At last – Feds crack down on crummy encryption … starting with your dentist
Uncle Sam finally gets his teeth into terrible technology
The US Federal Trade Commission (FTC) has struck a $250,000 settlement package in its case accusing a medical software developer of lying about its data encryption capabilities.
The makers of Dentrix G5, an office and records tool for dentists, had been accused of lying to customers about the encryption capabilities of the software, which in the process expose customer medical records and personal information.
The FTC said in its complaint [PDF] that Dentrix developers Henry Schein Practice Solutions told customers that the Dentrix Suite included security protections that would encrypt stored patient data and offer security protections in compliance with HIPAA rules.
In reality, the FTC claimed, the encryption tools used by the software were insufficient and did not meet their advertised capabilities. The proprietary encryption tools were in 2013 described by Cert.org as "a weak obfuscation algorithm that may be unobfuscated without knowledge of a key or password."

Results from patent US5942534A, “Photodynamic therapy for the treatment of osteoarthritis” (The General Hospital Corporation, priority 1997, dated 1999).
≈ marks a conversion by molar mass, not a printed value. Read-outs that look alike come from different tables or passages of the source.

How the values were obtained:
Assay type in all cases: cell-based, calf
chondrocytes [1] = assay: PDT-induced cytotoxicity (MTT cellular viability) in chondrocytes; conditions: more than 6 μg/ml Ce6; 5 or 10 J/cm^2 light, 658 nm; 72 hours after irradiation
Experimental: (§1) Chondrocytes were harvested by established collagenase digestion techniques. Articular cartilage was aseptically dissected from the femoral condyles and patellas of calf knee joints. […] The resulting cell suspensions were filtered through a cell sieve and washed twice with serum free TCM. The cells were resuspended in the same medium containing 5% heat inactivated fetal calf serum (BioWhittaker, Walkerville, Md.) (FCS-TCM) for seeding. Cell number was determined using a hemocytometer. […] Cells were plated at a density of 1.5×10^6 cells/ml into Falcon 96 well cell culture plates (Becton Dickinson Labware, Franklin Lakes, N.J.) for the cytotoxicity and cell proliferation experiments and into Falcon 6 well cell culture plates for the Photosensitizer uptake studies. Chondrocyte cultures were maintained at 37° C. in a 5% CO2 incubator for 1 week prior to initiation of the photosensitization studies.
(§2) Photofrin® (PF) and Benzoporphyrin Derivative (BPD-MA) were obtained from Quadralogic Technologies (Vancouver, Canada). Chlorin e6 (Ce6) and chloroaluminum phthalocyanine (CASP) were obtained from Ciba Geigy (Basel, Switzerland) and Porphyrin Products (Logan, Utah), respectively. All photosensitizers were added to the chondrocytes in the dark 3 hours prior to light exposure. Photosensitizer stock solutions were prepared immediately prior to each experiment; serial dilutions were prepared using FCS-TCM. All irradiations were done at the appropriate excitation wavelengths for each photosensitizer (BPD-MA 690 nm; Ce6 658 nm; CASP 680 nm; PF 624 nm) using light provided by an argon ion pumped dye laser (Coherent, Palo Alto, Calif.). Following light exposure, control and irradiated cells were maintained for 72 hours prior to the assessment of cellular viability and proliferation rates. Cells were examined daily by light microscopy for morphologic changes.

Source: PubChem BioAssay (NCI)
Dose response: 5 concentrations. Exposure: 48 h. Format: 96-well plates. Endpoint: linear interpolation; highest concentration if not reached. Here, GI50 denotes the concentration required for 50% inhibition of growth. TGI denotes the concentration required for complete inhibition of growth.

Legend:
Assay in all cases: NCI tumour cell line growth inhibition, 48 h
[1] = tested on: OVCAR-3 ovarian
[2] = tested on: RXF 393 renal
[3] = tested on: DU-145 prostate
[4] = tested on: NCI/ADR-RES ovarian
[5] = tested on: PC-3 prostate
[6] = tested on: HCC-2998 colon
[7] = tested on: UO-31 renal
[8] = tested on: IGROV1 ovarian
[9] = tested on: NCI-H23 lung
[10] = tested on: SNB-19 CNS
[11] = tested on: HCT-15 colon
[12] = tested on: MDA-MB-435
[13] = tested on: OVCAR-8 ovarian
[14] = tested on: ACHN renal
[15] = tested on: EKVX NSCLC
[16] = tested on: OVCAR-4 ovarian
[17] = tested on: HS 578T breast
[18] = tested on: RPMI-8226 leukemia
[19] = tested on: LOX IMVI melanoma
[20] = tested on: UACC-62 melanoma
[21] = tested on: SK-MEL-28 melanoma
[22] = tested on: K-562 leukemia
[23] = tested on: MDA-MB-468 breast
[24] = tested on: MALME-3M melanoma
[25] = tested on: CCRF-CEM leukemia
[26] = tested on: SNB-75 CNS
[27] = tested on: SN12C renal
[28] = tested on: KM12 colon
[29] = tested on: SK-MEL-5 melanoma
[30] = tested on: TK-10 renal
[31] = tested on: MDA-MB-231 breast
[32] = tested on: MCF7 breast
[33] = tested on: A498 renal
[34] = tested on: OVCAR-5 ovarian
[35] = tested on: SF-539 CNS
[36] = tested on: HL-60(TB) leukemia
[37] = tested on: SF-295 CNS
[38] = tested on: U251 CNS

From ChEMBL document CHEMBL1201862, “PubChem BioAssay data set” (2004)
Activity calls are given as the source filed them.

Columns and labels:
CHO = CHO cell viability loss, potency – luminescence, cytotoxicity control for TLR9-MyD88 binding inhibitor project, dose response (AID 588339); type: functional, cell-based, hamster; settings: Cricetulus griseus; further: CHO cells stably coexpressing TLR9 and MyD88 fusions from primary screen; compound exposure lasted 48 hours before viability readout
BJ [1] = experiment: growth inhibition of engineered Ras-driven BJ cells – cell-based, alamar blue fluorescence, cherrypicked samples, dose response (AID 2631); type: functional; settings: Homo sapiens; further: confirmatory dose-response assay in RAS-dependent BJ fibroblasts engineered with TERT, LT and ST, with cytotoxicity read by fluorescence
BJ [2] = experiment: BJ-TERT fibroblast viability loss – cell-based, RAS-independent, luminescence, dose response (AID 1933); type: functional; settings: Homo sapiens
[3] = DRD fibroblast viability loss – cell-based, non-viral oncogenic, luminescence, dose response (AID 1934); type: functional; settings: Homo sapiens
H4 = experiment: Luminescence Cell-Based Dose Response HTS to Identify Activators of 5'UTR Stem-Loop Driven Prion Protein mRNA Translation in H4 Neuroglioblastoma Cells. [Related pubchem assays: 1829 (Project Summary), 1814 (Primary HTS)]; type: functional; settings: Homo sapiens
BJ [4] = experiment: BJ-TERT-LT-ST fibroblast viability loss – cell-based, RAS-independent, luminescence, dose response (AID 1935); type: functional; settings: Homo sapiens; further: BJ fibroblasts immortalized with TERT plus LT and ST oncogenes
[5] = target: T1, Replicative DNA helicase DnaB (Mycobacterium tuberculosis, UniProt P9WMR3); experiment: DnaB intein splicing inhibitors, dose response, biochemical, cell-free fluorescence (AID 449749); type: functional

Even after the company was notified of its weak encryption, the FTC charged, it continued to market Dentrix G5 with claims that the software provided strong encryption for patient records.
The FTC said in its complaint that by using the weak encryption methods, Dentrix not only misled customers about the capabilities of the product, but exposed patients to possible identity theft and data disclosure.
"An attacker who unmasks patients' sensitive personal information could subject patients to the unanticipated disclosure of personal information or use that information to commit identity theft, medical identity theft, or other harms," the FTC said in its complaint.
"If dentists were aware that Dentrix G5 used a form of data protection that was more vulnerable than widely-used, industry-standard encryption algorithms, they may have chosen to purchase another product."
Under the terms of the settlement [PDF], Henry Schein Practice Solutions will pay $250,000 to the FTC, who will then use the cash to refund customers. The software developer will also be required to notify all offices who purchased the Dentrix G5 prior to January 2014, and submit to the FTC reviews of its financial records, advertising copy, and security research for the next five years.
"Strong encryption is critical for companies dealing with sensitive health information," FTC consumer protection bureau director Jessica Rich said of the settlement deal.
"If a company promises strong encryption, it should deliver it." ®
Sponsored: Optimizing the hybrid cloud